The degenerative process in Alzheimer´s disease (AD) follows a temporal and topographic pattern of early and accentuated involvement of temporal limbic, parietal and posterior cingulate cortices. We have studied a pedigree with four generations suffering from early onset AD linked to a presenilin-1 gene mutation. This family now contains 7 AD cases, neuropathologically confirmed in four cases of three generations. In all four cases the degeneration was most pronounced in the temporoparietal cortex, but also engaged central grey structures such as the claustrum, central thalamic and brain stem nuclei. There was a consistent and severe degeneration in posterior cingulate cortex in contrast to a compara¬tively spared anterior cingulum. Regional cerebral blood flow (rCBF) was studied repeated¬ly with 133-xenon inhalation and SPECT methods. The rCBF measurements showed the typical cortical pathology of AD with bilateral decreases in temporoparietal and posterior cingulate cortices, accentuating over time and spreading anteriorly. There was a very good correspondence between clinical, neuroimaging and neuropathological features. Our findings indicate that posterior cingulum is a major locus for functional and structural vulnerability in both familial and sporadic forms of AD, something that might be used for diagnostic purposes together with possible posterior cingulate symptomatology.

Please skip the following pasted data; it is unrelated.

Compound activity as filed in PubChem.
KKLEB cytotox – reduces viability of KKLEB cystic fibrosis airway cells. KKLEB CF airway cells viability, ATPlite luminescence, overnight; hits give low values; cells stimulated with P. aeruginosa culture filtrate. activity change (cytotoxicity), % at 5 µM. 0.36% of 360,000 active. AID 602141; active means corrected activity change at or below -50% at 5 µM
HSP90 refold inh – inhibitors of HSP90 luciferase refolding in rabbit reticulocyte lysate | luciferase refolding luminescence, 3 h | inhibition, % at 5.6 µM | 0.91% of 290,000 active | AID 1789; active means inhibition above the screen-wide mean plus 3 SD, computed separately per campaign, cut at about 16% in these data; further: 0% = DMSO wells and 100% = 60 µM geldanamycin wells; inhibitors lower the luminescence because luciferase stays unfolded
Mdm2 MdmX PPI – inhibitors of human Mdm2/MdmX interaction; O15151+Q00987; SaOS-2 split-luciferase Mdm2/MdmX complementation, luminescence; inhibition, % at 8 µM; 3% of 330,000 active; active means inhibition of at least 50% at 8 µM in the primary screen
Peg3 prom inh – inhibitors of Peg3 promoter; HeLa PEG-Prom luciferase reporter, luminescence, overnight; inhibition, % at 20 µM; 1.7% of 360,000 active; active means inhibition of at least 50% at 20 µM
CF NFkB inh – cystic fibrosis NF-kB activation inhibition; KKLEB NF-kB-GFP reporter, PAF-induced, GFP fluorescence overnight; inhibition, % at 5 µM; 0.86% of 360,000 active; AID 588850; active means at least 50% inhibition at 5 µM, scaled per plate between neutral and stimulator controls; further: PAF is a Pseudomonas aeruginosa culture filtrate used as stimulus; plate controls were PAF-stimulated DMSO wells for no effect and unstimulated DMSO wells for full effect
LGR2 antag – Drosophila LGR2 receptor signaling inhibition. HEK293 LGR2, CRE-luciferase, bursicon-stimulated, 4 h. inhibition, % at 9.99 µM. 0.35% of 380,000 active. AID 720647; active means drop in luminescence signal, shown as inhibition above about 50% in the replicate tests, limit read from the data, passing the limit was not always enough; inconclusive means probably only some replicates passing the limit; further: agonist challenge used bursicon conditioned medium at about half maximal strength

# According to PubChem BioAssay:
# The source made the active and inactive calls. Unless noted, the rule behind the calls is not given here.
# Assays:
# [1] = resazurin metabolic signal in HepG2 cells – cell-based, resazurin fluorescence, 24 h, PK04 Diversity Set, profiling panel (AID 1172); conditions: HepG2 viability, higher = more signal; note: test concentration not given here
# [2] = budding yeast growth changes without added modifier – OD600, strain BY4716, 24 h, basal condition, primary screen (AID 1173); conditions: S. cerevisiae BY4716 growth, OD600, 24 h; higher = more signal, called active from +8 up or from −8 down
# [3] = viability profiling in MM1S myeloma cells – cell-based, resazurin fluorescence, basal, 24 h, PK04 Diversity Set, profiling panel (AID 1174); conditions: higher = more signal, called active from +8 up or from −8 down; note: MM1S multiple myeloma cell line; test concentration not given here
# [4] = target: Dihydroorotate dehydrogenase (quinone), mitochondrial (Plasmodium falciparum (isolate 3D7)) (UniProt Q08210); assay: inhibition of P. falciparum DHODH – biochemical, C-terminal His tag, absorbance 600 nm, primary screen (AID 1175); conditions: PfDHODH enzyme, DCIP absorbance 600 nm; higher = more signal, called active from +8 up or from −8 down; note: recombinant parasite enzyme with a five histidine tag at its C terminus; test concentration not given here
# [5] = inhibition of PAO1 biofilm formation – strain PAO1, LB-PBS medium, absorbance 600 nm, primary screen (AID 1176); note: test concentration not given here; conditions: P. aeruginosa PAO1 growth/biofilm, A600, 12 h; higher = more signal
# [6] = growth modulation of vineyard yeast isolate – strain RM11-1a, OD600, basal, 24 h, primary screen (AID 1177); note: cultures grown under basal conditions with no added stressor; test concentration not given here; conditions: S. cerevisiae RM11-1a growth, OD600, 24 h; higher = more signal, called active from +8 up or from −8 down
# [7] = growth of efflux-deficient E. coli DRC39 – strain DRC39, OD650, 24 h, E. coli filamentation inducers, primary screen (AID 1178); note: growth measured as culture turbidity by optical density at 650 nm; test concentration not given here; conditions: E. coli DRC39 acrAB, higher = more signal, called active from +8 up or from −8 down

|Journal||Journal of the International Neuropsychological Society|
|Publication status||Published - 2003|
|Event||The Thirty-First Annual International Neuropsychological Society Conference - Honolulu, Hawaii, United States|
Duration: 2003 Feb 5 → 2003 Feb 8
Bibliographical noteThe information about affiliations in this record was updated in December 2015.
The record was previously connected to the following departments: Pathology, (Lund) (013030000), Clinical Neurophysiology (013013001), Department of Psychology (012010000), Department of Psychogeriatrics (013304000)
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